Tuesday, July 13, 2010

NY Times on the Country-Clubization of American Higher Education: Money Flowing to Adminstrators' Pockets, While Students and Faculty Suffer

Sam Dillon's recent New York Times article about how college and university presidents are now spending their schools' money confirms a point I've made repeatedly on this blog: namely, that many top administrators in American higher education today are earning top dollars, while faculty needs--and the needs of students--receive short shrift.  As I've noted, higher education in the U.S. is modeled more and more on the corporate world whose representatives now dominate the governing boards of colleges and universities.

In the process, the importance of education is being lost sight of, as is the value of a liberal arts education rooted in the core values of the humanities, values necessary to sustain civil society.

Dillon reports that while many colleges and universities are spending less and less on faculty salaries and student instruction, they are spending more and more on their administrative sectors, on legal services, and on public relations.  Though the article does not specify this, the rise in spending in the administrative sector is directly related to the burgeoning salaries of many university presidents, along with those of their administrative teams--of their CFOs in particular.  And the rise in spending on legal services has to do with the shoddy treatment of many faculty members by schools intent on operating more like a corporation than an academy, which end up eliciting legal challenges from faculty whose rights are violated.

The article cites Richard K. Vedder, who studies the economics of higher education, and who notes that university presidents are now frequently pushing for elaborate athletic centers and state-of-the-art student union buildings, while cutting money for classroom needs.  Vedder decries this development, which, in his view, represents "the country-clubization of the American university."

These disturbing trends in American higher education were brought home to me all over again this past week, when my elderly uncle in Houston and his son called to tell me they had gotten a solicitation letter from the United Methodist HBCU in Florida that hired Steve and me in 2006, and then fired us after a year, after its president promised us jobs there up to our retirement.  The solicitation letter asks my 90-year old uncle to consider buying a first-class seat for the school's football games--though he lives in Texas and the university is in Florida.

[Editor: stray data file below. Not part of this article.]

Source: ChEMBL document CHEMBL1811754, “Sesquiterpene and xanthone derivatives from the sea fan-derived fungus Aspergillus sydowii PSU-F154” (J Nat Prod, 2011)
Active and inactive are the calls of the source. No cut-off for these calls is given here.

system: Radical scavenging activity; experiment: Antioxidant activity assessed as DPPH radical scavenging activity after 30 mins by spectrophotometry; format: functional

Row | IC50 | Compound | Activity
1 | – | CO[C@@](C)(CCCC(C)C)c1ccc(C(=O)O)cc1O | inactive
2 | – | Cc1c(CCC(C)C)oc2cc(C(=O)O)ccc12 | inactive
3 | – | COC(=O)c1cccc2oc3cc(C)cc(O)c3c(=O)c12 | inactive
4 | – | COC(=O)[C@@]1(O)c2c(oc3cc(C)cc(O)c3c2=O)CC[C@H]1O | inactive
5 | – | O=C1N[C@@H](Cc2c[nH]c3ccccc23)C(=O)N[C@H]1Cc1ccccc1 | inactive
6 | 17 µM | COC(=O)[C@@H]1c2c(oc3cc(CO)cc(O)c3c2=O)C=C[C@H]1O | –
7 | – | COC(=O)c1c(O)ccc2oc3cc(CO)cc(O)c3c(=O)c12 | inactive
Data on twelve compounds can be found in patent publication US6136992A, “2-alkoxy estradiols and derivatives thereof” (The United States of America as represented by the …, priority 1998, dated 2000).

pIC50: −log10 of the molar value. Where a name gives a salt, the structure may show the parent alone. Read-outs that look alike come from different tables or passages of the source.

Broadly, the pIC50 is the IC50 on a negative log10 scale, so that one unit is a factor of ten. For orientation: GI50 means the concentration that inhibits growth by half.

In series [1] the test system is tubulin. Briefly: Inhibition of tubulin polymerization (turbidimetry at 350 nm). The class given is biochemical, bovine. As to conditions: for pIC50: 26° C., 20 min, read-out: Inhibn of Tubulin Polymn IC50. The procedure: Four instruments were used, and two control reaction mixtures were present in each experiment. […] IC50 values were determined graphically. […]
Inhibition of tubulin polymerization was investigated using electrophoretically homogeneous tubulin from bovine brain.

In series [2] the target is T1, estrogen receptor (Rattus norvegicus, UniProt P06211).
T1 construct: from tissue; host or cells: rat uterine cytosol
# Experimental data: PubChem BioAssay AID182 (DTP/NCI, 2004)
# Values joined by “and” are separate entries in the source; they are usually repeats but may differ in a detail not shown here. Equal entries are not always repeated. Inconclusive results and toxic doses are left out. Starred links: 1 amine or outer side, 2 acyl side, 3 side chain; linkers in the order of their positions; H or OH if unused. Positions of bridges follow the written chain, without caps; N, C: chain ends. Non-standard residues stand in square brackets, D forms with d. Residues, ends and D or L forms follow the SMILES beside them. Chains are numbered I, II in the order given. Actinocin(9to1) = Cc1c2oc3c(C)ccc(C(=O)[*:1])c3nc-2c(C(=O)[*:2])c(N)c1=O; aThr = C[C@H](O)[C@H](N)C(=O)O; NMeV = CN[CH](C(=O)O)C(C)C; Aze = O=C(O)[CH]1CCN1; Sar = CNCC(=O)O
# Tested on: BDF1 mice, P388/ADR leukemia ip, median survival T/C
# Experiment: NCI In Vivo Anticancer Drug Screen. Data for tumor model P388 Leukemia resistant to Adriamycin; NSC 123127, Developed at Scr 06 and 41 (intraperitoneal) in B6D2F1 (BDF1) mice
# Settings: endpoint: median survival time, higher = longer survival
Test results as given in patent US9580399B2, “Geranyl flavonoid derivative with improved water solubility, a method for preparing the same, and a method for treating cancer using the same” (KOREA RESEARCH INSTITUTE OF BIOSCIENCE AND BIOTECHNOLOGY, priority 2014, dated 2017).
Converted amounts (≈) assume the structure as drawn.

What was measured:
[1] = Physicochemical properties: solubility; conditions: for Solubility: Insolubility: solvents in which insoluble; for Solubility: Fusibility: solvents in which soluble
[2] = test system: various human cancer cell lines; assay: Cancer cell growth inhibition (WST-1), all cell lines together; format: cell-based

Needless to say, given what this school did to Steve and me, my cousin and uncle were decidedly unhappy to receive a solicitation letter from the school.  Their unhappiness deepened when I told them the school had their names in its database because I had given a donation to the university following my aunt's death in 2006, shortly before I began to work at the university.  A notice of the donation had gone to my uncle as my aunt's survivor, and to their son.

Steve and I had also gotten the same solicitation letter last week, though I've written the university a number of times to ask that it stop sending any such requests to me.  There's something . . . rather tacky . . . about firing folks whom you've placed in a situation of debt (we bought a house when we were promised jobs at the university up to retirement), and then asking them to donate money to you, no?

This school has announced in the last year or so that it intends to build a glitzy new 16,378 square-foot athletic center to the tune of nearly $5 million, and a posh new 62,175 square-foot residential center for students costing $6 million, though in the year I was academic vice-president of the university, I had to fight to get money to renovate classrooms whose walls were, in some cases, literally falling in on the students sitting in them.  And I fought unsuccessfully for funds to renovate a building that housed both classrooms and faculty offices that was in equally deplorable shape.

Stories like this suggest to me that we're a culture in crisis, because they indicate that not a few American institutions of higher education are no longer taking seriously their covenant with the culture at large to focus on strong liberal arts education and produce students who will have the values and know-how to keep democracy alive in the 21st century.  Meanwhile, as university presidents act more and more like CEOs of ruthless corporations and market their schools accordingly, the money that rolls in from these ad campaigns goes disproportionately into the pockets of presidents and their CFOs--and not to faculty and students.